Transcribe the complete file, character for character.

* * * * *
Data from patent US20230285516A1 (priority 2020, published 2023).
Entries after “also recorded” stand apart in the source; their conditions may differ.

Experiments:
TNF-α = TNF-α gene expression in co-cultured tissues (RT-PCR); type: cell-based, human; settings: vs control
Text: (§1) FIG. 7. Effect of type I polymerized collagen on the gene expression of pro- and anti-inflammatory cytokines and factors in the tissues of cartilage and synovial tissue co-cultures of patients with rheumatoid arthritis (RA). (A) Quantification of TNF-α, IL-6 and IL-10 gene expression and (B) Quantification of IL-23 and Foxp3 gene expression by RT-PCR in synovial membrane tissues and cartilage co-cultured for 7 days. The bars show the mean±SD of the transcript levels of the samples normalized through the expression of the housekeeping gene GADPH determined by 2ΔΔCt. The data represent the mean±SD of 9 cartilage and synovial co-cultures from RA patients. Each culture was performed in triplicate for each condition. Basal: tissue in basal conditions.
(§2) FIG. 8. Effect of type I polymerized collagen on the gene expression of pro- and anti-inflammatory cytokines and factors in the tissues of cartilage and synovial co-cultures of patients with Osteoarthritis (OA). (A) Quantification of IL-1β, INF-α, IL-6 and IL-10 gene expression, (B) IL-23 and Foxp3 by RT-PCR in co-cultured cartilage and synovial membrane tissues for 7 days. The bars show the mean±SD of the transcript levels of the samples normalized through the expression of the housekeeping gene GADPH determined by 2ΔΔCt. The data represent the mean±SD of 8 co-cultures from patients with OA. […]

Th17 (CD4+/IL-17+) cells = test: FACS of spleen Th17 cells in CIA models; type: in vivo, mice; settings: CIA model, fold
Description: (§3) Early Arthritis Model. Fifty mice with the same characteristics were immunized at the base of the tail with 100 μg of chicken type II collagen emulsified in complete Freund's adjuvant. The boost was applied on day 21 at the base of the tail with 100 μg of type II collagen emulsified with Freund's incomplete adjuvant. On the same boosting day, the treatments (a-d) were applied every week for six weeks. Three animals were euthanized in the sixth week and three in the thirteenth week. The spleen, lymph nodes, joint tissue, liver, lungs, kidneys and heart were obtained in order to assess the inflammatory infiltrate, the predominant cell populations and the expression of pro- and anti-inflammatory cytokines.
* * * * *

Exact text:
Data from patent US20230285516A1 (priority 2020, published 2023).
Entries after “also recorded” stand apart in the source; their conditions may differ.

Experiments:
TNF-α = TNF-α gene expression in co-cultured tissues (RT-PCR); type: cell-based, human; settings: vs control
Text: (§1) FIG. 7. Effect of type I polymerized collagen on the gene expression of pro- and anti-inflammatory cytokines and factors in the tissues of cartilage and synovial tissue co-cultures of patients with rheumatoid arthritis (RA). (A) Quantification of TNF-α, IL-6 and IL-10 gene expression and (B) Quantification of IL-23 and Foxp3 gene expression by RT-PCR in synovial membrane tissues and cartilage co-cultured for 7 days. The bars show the mean±SD of the transcript levels of the samples normalized through the expression of the housekeeping gene GADPH determined by 2ΔΔCt. The data represent the mean±SD of 9 cartilage and synovial co-cultures from RA patients. Each culture was performed in triplicate for each condition. Basal: tissue in basal conditions.
(§2) FIG. 8. Effect of type I polymerized collagen on the gene expression of pro- and anti-inflammatory cytokines and factors in the tissues of cartilage and synovial co-cultures of patients with Osteoarthritis (OA). (A) Quantification of IL-1β, INF-α, IL-6 and IL-10 gene expression, (B) IL-23 and Foxp3 by RT-PCR in co-cultured cartilage and synovial membrane tissues for 7 days. The bars show the mean±SD of the transcript levels of the samples normalized through the expression of the housekeeping gene GADPH determined by 2ΔΔCt. The data represent the mean±SD of 8 co-cultures from patients with OA. […]

Th17 (CD4+/IL-17+) cells = test: FACS of spleen Th17 cells in CIA models; type: in vivo, mice; settings: CIA model, fold
Description: (§3) Early Arthritis Model. Fifty mice with the same characteristics were immunized at the base of the tail with 100 μg of chicken type II collagen emulsified in complete Freund's adjuvant. The boost was applied on day 21 at the base of the tail with 100 μg of type II collagen emulsified with Freund's incomplete adjuvant. On the same boosting day, the treatments (a-d) were applied every week for six weeks. Three animals were euthanized in the sixth week and three in the thirteenth week. The spleen, lymph nodes, joint tissue, liver, lungs, kidneys and heart were obtained in order to assess the inflammatory infiltrate, the predominant cell populations and the expression of pro- and anti-inflammatory cytokines.